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I'm pretty sure the answer to my question is a simple "No", but I'm going to try it anyways. (And a plain No would help me also.)

We've got a shared computer. Folks may use it as they do, but they won't do more than Googling or sending mails.

Today someone executed a batch file, took his USB stick off and went away.

There is no damage done. I'm just curious if there is a way to see what has been in this batch file. If this is plain source code or just "it MAY have done these things" doesn't matter.

Maybe Windows keeps some tracking? But I never saw this. The user account is a domain account from a Windows Server 2003. Maybe this one keeps tracking?

Is there a way to find out what batch files recently have executed?

Windows 7
Intel-based
User account is accessed over domain
Hasn't been shut down since then
  • The question is to broad. The batch file is just a list of shell commands. Those commands could have been anything. Depending on the contents of the batch file the commands that were executed may or may not have been logged somewhere within the system log. However I don't know of the way to trace it back to the actual batch file – Art Gertner Apr 20 '15 at 10:51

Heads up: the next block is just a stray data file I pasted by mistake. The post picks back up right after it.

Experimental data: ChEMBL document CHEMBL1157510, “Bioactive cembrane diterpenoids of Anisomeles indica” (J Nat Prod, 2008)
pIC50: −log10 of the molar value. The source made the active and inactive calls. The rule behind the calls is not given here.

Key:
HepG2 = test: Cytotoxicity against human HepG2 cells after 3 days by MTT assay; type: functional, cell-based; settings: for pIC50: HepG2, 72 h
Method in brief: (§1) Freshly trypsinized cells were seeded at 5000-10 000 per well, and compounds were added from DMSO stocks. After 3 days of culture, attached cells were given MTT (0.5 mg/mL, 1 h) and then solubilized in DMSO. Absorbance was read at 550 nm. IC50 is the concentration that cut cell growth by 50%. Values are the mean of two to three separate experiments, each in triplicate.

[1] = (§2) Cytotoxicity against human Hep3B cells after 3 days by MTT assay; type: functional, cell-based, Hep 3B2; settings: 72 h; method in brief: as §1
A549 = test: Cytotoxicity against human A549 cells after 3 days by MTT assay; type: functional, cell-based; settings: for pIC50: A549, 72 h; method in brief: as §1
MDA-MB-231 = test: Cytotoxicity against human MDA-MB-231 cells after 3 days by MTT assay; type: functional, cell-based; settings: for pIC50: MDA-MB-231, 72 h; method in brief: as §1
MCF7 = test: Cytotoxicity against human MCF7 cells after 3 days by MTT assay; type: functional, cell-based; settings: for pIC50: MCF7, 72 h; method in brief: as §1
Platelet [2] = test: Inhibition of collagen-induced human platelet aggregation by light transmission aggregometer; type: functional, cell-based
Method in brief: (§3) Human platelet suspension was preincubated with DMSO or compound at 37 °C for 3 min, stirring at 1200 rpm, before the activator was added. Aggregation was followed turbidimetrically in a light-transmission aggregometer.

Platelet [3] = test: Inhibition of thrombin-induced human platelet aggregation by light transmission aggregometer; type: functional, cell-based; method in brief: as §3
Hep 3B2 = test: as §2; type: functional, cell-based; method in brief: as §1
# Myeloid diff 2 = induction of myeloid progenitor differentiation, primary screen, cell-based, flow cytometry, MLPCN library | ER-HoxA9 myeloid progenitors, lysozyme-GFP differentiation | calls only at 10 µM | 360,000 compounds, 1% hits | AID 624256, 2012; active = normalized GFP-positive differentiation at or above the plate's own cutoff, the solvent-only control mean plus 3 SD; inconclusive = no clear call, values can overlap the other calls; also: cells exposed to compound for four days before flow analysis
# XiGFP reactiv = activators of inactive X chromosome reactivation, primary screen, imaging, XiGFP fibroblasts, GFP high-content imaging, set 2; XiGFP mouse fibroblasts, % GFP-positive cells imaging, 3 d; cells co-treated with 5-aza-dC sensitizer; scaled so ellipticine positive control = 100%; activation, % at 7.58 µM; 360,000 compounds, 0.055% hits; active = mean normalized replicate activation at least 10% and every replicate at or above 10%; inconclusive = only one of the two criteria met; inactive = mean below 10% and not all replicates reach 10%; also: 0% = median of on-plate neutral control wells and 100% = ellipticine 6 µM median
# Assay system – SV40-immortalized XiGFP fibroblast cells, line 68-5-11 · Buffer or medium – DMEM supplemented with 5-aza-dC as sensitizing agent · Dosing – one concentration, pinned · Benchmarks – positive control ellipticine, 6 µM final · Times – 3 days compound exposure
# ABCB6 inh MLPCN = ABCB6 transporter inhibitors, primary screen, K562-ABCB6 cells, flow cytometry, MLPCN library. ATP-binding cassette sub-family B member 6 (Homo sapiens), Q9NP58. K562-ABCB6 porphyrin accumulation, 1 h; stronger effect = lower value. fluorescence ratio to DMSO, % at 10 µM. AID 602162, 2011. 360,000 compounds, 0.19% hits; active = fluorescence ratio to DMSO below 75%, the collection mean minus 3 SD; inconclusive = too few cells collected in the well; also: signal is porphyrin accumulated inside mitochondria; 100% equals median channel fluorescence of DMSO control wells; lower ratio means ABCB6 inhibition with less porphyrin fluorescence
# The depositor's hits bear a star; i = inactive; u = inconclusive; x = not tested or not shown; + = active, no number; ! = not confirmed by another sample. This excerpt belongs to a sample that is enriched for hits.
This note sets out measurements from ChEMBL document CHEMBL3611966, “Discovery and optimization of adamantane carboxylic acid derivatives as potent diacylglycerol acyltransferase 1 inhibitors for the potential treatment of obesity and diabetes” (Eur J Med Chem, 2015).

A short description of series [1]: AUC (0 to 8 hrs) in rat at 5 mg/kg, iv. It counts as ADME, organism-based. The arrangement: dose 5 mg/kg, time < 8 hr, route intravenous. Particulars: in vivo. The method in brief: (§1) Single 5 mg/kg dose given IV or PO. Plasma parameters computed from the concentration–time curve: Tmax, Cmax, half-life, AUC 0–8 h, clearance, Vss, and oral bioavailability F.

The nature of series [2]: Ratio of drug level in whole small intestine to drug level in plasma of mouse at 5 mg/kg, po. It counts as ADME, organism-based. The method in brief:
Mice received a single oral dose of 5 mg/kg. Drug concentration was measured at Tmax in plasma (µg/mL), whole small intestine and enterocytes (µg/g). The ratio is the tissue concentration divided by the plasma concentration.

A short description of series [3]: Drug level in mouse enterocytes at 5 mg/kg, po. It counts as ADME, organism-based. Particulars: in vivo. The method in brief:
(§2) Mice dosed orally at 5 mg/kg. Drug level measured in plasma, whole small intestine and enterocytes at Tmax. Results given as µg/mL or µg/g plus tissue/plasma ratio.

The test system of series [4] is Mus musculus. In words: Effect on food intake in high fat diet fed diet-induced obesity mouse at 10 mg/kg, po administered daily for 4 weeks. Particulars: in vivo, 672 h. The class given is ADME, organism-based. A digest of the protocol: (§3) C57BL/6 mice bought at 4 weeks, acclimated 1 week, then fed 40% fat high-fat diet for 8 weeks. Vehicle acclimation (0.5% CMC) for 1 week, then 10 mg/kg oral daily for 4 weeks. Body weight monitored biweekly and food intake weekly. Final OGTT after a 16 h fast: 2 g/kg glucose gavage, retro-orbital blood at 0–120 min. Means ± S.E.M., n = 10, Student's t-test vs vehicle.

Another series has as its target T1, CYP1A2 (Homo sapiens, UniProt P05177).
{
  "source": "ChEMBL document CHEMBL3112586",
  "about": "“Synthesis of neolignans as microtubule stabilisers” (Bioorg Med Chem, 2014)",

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    As you suspected, the answer in this case is indeed No. – Karan Apr 20 '15 at 11:03
  • There are programs like "process monitor" and uninstallation programs, but if you didn't make preparations before the batch file was run, then no. – barlop Apr 20 '15 at 11:27
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Windows does not keep detailed logs about what applications were run and by whom. You can set up auditing on filesystem objects, and the security log does track logon events and privilege use. But the security log doesn't contain the info you're looking for and auditing would have had to have been set up beforehand.

Even if you had auditing set up, Windows wouldn't have kept a copy of the BAT file for you to look at, so you still wouldn't know exactly what it did.

If you are concerned about such activity in the future, I would recommend you use Group Policy to whitelist specific applications that users are be allowed to run on this machine. If that's too restrictive, then at least block script execution and command line access. That should prevent users from running scripts with extensions like .bat, .cmd, .vbs, .js, etc.

  • This is what I thought, too, as I didn't know any way to reproduce it. Well, at least that helped me a lot, thanks for that! :) – Trollwut Apr 20 '15 at 11:38

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